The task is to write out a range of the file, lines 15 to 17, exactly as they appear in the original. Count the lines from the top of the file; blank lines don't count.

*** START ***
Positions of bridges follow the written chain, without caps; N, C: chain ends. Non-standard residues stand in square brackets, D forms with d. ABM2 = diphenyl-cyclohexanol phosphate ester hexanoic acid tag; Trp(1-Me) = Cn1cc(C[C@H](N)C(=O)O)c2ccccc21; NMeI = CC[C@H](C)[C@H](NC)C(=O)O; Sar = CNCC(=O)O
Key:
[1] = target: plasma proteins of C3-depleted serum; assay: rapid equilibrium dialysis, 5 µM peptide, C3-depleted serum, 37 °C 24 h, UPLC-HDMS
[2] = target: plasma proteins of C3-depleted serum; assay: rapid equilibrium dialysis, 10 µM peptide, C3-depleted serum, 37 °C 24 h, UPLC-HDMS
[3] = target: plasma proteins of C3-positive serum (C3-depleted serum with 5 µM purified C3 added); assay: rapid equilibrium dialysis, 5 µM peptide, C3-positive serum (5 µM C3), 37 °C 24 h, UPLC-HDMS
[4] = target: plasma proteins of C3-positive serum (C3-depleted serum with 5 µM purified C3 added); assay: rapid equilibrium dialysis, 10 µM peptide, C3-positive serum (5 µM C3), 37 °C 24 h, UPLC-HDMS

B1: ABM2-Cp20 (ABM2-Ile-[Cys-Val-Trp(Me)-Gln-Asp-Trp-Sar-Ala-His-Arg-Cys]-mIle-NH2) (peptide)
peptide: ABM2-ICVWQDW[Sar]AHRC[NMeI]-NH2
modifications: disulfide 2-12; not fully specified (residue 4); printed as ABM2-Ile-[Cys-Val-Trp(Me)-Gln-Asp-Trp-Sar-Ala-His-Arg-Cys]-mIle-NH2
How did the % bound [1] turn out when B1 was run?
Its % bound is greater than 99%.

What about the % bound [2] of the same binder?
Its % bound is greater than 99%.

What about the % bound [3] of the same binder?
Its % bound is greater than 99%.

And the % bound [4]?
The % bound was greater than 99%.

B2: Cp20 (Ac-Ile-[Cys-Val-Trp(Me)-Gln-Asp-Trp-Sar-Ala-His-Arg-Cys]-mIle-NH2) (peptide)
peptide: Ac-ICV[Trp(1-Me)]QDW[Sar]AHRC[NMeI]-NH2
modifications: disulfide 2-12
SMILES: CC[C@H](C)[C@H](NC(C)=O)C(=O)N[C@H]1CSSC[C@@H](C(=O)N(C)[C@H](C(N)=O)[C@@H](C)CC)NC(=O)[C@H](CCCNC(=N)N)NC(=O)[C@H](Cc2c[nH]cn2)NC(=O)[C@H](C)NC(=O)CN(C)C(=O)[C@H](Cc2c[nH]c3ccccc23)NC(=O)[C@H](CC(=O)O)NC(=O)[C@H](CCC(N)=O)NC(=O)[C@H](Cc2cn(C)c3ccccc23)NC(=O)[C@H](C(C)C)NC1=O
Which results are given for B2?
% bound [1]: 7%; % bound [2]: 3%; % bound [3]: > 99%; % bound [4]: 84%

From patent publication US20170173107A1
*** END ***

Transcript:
Its % bound is greater than 99%.

And the % bound [4]?
The % bound was greater than 99%.